Quantity is a biologically-based pattern.  We label these inherent patterns as numbers.  All mammals and birds can instantly recognize, or subitize*, a small quantity of items.  The average human can subitize around seven items.  Look at the groups below.  In less than five seconds, and without grouping, adding, or counting which things do you instantly know the quantity?

Cars?                                                                               Penguins?


Apparently there are least two different methods to ascertain the quantity or number of things. The predominant method is to learn the numbers by counting, however, recent research has revealed a biologically-based mechanism, called subitization, that merely requires us to learn the names for different quantities as these quantities are inherently recognized.  The shortcoming to subitizing is that it only seems to work reliably for less than seven things.   But what if there was a third method that allowed us to instantly recognize numbers in the hundreds? Would that rock the very foundation of number sense?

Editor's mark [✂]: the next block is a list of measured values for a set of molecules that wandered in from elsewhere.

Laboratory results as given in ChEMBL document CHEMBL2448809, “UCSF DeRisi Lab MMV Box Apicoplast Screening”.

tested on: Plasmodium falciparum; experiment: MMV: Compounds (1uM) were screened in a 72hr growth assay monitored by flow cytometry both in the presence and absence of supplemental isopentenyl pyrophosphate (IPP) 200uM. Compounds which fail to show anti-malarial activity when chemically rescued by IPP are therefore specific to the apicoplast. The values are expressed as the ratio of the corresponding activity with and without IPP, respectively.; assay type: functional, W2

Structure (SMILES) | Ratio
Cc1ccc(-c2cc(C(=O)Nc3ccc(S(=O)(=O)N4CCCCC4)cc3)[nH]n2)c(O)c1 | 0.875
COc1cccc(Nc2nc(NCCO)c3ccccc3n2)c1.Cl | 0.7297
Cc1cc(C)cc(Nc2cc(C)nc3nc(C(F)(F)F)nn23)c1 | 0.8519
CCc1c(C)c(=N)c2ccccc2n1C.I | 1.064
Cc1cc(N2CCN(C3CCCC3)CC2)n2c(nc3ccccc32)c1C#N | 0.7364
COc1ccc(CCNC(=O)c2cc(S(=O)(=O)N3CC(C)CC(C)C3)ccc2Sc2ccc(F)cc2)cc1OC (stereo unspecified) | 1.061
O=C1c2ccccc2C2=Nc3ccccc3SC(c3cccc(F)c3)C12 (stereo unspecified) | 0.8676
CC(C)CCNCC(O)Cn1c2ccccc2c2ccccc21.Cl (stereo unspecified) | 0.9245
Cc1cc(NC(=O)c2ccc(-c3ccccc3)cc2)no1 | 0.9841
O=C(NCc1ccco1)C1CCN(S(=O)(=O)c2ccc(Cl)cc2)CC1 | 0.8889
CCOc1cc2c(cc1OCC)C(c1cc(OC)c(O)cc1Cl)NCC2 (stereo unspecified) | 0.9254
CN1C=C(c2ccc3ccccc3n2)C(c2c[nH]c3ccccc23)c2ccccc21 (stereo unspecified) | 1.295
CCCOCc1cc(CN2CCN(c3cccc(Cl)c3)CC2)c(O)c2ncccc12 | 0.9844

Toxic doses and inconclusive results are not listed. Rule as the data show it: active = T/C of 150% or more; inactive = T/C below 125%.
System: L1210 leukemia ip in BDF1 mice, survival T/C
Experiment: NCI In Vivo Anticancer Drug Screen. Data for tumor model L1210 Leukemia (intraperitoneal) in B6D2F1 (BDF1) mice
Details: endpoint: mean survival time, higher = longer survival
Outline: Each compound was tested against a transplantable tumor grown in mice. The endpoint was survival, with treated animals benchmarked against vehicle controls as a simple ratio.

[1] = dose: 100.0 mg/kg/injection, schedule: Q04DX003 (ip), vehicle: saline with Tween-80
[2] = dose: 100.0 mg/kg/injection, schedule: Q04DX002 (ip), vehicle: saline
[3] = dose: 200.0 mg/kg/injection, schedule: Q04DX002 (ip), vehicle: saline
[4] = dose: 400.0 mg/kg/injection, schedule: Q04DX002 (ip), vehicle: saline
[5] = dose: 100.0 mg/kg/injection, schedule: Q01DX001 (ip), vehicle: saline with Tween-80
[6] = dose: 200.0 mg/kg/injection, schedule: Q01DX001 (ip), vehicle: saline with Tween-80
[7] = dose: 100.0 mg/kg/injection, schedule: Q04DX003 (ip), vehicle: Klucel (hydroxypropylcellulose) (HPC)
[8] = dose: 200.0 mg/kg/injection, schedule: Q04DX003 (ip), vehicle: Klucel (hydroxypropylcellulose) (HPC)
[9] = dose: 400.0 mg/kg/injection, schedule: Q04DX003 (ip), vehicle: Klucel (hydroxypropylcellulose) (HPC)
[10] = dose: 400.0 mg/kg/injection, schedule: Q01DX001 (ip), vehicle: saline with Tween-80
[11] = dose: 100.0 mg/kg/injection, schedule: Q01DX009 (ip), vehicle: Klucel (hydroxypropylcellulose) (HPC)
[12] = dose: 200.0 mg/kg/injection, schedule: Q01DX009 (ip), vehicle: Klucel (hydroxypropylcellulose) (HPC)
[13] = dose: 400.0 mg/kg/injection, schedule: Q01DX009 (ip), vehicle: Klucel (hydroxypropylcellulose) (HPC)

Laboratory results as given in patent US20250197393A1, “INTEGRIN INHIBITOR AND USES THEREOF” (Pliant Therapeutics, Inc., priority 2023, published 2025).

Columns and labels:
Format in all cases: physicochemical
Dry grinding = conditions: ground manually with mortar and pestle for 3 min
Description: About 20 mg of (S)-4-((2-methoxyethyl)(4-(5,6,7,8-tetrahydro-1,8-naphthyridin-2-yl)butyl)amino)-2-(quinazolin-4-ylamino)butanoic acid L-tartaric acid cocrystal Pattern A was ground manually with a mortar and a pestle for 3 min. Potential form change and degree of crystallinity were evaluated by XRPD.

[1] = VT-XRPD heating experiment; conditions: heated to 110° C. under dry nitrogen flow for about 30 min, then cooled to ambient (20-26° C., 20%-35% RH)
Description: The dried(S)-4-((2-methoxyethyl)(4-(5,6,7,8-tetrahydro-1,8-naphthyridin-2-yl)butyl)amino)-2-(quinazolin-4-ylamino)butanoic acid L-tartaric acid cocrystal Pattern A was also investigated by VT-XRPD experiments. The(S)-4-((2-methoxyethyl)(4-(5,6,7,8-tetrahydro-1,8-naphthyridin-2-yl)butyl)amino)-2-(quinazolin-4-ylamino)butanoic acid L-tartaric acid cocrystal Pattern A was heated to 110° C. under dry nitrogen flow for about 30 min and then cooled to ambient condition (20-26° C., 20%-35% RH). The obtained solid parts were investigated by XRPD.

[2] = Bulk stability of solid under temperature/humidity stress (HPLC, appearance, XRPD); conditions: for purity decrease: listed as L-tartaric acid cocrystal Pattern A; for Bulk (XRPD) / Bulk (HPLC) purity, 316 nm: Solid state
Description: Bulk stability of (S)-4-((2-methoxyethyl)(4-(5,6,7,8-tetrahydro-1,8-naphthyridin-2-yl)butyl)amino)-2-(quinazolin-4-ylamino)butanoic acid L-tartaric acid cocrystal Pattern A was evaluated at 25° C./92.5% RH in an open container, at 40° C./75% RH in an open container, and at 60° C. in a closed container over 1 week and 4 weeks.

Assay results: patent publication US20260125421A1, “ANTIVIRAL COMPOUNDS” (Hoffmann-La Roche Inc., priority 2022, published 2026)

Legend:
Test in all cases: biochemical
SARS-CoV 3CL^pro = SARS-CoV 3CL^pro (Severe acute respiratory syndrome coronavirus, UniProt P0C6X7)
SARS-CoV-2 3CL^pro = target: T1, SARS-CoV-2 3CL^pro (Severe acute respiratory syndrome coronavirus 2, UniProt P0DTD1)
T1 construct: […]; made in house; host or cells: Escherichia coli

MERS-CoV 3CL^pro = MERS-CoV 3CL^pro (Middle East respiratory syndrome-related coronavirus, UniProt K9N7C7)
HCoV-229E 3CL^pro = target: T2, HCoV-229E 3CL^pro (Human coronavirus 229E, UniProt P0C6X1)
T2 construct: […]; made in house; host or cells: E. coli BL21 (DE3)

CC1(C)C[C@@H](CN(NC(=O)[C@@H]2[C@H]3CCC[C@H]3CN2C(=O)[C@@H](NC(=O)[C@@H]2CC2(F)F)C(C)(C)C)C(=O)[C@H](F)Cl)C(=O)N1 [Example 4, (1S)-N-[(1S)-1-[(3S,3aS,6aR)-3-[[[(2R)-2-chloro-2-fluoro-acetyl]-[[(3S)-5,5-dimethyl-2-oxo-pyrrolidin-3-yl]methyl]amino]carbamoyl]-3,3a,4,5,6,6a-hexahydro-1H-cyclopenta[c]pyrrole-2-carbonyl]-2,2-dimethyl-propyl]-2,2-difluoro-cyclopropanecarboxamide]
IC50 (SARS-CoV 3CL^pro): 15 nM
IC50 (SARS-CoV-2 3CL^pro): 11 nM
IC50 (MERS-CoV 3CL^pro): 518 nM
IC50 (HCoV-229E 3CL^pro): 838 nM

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* The meaning of subitize (sOO'-bi-tīz") is used too rarely in math education.  Its inherent value about how mammals and birds can instantly recognize, or subitize, a small quantity of items has a tremendous impact on our perception of young learners.